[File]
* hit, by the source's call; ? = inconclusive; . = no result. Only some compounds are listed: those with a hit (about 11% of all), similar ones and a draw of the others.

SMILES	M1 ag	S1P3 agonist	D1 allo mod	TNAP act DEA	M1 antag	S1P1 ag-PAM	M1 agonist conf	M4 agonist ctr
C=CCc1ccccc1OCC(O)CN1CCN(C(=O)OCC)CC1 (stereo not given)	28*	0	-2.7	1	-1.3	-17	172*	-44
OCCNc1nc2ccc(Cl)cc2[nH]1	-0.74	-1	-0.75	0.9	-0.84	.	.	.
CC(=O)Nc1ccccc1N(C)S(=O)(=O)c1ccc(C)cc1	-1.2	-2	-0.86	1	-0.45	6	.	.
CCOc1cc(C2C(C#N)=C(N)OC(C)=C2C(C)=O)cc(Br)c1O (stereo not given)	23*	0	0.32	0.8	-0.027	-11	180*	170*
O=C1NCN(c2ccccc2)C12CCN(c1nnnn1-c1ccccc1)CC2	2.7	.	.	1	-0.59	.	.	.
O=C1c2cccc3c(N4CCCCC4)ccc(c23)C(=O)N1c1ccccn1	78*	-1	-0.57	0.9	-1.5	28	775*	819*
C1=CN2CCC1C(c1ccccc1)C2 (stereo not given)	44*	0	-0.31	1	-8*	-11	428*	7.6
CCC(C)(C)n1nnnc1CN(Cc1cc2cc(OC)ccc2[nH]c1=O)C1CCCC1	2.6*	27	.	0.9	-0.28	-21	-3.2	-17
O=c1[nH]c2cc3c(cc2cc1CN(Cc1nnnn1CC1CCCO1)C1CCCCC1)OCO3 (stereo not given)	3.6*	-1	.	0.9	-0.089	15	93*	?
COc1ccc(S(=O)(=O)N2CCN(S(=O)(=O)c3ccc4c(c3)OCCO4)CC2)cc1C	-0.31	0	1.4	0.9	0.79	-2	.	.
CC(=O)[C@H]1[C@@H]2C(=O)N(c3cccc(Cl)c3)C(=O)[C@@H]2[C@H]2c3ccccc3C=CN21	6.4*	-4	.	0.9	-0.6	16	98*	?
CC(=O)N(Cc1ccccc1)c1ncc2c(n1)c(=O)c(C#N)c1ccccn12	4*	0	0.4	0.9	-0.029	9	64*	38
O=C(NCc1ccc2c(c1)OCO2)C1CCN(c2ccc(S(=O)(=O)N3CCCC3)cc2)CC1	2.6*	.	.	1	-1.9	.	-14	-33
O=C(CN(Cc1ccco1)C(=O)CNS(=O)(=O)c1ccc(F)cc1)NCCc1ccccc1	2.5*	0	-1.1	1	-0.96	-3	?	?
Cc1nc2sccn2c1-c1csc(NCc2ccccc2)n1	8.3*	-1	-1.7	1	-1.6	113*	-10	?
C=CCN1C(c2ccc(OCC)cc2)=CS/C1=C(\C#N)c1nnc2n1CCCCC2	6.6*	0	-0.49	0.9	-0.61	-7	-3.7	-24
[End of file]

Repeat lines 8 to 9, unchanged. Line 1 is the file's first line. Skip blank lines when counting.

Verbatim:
O=C1c2cccc3c(N4CCCCC4)ccc(c23)C(=O)N1c1ccccn1	78*	-1	-0.57	0.9	-1.5	28	775*	819*
C1=CN2CCC1C(c1ccccc1)C2 (stereo not given)	44*	0	-0.31	1	-8*	-11	428*	7.6